Last month, the Oxford English Dictionary revealed its latest buzz-inducing list of new words to enter the revered reference guide. This time, words like lolz, hackathon, ridic, and group hug made the cut (see the full list at Oxford Dictionaries Online).
Every time this happens (which is four times a year, FYI), there’s a slew of articles, blog posts and quippy TV pieces that express a mixture of outcry, bafflement and sheer amusement at the latest additions. How could mwahahaha become a real word… in the dictionary?! We tend to think of dictionaries as the end-all and be-all of language. If it’s not in the dictionary, then it’s not a real word… right?
Well, it turns out dictionaries — like language itself — are dynamic and very much alive. Rather than being rigid and prescriptive texts, they’re a reflection of humans’ relationship with language. As some words fall out of favor (so long, growlery), others make their way into daily usage (hello, sexting).
In previous years, OMG-worthy entries have included jiggy, bling, woot and❤. We get bent out of shape because we feel these words haven’t yet proven their staying power to enter something as venerated as a dictionary. But nothing compared to the uproar caused last year when cassette tape was ruthlessly slashed to make room for words like retweet. Did this mean that the cassette tape was effectively being erased from our language — and our history?!
Well, no. Casette tape actually got removed from the Concise OED — this is a mini version of the full OED that’s meant to represent the current vocabulary of the English-speaking world.The full Oxford English Dictionary continues to be one of the most respected, comprehensive, and expensive guides to pretty much every word in our language. There, words like casette tape and video jockey continue to live on (and of course, the ’80s continue to live on in our hearts)…
You can also still find these words in the Oxford Dictionaries Online, what TIME Magazine called “the hipper and more adaptable young cousin of the venerable OED.” Its role is actually tracking language trends and adding words as they reach a tipping point of daily usage. There are even different editions for U.S. English vs. British & World English. If you’re interested in how words make the cut, you can see the ODO’s infographic explaining the process. A word doesn’t actually enter the “real” OED until after it’s proven itself worthy over a long period of time.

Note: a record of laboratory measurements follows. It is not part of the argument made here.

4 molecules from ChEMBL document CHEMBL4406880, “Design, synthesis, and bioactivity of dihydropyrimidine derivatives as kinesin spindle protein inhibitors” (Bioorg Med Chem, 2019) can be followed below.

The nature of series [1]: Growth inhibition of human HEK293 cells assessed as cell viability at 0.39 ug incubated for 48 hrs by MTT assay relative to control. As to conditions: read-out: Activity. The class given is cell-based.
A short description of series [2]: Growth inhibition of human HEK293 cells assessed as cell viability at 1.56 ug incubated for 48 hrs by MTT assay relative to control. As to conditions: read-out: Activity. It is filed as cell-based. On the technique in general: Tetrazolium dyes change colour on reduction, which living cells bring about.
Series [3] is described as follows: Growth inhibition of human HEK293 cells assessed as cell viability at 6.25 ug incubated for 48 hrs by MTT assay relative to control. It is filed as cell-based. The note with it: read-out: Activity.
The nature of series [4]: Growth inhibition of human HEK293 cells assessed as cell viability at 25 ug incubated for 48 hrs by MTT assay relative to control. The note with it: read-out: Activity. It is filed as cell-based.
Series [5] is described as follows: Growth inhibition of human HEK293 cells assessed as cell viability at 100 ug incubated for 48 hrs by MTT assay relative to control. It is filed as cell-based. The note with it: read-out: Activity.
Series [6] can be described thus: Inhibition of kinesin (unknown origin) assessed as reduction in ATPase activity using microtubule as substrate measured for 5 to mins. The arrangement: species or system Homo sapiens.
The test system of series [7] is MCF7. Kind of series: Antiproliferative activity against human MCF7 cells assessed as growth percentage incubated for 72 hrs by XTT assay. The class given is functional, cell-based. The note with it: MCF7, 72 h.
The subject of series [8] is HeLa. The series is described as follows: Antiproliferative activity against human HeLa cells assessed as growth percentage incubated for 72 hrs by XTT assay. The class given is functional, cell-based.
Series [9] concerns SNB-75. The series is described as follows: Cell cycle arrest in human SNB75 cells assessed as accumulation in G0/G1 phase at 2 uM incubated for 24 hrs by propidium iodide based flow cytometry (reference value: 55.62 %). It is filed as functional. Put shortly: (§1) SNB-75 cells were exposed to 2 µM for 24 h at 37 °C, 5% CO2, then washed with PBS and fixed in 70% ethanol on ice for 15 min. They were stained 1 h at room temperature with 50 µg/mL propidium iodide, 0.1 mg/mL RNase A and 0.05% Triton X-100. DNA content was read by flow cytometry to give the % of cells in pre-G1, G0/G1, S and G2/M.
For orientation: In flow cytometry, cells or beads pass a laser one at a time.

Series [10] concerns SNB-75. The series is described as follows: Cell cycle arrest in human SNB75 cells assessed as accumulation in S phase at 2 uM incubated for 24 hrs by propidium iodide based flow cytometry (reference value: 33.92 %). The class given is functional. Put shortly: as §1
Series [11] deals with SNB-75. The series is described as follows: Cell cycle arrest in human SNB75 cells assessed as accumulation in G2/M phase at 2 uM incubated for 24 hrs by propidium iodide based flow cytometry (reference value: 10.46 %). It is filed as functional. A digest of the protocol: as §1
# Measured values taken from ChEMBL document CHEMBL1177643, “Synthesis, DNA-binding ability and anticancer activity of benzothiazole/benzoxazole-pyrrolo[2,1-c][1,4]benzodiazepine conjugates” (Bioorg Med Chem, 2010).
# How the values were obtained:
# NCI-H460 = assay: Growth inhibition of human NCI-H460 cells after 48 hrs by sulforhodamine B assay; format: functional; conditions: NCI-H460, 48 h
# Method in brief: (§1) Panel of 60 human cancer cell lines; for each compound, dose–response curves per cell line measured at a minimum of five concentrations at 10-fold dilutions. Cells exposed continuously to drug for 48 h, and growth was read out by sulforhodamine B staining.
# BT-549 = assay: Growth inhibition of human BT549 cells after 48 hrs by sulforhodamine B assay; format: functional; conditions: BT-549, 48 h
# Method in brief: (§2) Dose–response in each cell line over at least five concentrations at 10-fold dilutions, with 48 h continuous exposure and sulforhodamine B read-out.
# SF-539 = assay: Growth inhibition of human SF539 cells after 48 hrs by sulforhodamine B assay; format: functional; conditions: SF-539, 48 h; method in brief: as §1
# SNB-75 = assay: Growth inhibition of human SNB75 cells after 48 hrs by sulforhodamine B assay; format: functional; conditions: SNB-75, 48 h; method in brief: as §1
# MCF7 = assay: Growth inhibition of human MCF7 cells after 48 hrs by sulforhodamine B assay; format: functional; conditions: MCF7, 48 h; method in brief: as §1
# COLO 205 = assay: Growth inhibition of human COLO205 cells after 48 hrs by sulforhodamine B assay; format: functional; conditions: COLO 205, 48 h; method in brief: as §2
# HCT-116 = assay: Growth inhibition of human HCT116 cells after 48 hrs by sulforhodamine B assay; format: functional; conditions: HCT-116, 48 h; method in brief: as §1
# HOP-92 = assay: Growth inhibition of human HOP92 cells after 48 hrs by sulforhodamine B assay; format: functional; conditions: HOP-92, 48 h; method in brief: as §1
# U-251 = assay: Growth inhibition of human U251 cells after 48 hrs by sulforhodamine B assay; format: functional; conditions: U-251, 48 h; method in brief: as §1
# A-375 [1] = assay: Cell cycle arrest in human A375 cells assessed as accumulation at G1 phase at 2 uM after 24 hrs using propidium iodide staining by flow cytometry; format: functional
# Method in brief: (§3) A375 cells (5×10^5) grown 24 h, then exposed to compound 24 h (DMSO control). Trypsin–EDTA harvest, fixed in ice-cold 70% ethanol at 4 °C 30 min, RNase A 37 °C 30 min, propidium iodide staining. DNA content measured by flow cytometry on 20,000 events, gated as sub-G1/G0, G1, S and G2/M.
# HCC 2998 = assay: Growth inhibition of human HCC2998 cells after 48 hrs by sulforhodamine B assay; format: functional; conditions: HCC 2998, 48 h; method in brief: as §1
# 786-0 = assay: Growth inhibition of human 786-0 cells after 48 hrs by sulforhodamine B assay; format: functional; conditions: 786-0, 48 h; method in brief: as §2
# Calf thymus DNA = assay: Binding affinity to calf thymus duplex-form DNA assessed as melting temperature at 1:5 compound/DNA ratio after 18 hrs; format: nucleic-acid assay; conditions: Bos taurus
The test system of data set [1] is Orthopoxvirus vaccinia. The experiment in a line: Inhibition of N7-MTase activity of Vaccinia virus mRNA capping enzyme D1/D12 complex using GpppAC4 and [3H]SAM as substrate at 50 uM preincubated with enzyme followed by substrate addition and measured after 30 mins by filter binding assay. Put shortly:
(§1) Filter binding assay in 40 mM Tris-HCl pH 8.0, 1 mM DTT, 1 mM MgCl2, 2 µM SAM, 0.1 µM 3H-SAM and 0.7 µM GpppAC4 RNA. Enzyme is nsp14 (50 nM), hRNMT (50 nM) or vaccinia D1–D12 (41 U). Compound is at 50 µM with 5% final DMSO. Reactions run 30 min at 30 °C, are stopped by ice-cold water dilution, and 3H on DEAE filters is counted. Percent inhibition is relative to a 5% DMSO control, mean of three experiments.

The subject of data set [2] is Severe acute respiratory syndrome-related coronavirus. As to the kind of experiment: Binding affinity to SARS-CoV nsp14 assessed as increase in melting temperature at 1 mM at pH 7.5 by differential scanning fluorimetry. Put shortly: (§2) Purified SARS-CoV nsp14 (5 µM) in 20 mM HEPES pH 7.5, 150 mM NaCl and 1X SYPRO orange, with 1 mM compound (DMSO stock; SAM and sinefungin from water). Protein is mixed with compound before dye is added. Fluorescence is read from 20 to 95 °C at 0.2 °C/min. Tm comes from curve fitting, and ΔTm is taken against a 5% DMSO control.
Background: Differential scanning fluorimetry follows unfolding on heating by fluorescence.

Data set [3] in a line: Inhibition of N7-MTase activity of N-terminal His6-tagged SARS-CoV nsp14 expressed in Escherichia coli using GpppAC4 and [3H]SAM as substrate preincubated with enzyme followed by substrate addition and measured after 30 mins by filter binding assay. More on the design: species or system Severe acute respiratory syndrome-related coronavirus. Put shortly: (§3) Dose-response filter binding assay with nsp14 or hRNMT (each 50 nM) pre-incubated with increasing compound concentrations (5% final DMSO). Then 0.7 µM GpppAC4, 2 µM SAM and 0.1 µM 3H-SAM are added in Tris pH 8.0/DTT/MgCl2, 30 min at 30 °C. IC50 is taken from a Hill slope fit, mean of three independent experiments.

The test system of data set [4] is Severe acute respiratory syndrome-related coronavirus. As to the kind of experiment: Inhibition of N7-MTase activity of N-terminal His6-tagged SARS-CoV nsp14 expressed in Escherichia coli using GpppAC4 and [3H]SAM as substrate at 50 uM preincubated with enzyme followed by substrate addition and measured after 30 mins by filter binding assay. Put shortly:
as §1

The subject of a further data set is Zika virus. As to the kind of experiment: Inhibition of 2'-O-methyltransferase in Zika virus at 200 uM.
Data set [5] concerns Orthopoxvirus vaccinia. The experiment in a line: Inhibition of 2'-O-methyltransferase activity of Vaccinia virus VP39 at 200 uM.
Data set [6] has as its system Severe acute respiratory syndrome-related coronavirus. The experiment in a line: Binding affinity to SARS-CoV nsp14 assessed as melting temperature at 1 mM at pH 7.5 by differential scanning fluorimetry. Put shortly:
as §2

The OED has long been considered the premier dictionary of our language. And while some of the new entries to the online edition seem silly (personally, I don’t think “getting voted off the island” deserves an entry) I respect that they continue to stay on the cutting edge of language. To be fair, other dictionaries like Merriam-Webster also regularly update their word lists (this year they added f-bomb and mash-up, for example). But for word nerds like me, the OED remains the ultimate. For a better understanding of why, I highly recommend Simon Winchester’s book, The Meaning of Everything: The Story of the Oxford English Dictionary. Turns out you have to be a little loopy to want to create a record of, well, the meaning and history of every word in the English language… ever.
So, if you can’t beat ’em, join ’em — the Oxford Dictionaries Online is sponsoring a contest for the best 50-word story inspired by the most recent additions (you could win an iPod Touch). That’s right, an iPod. Because while Walkman may have entered the OED in 1986, it got the Concise OED kibosh long ago. Who knew a dictionary could make you feel so old?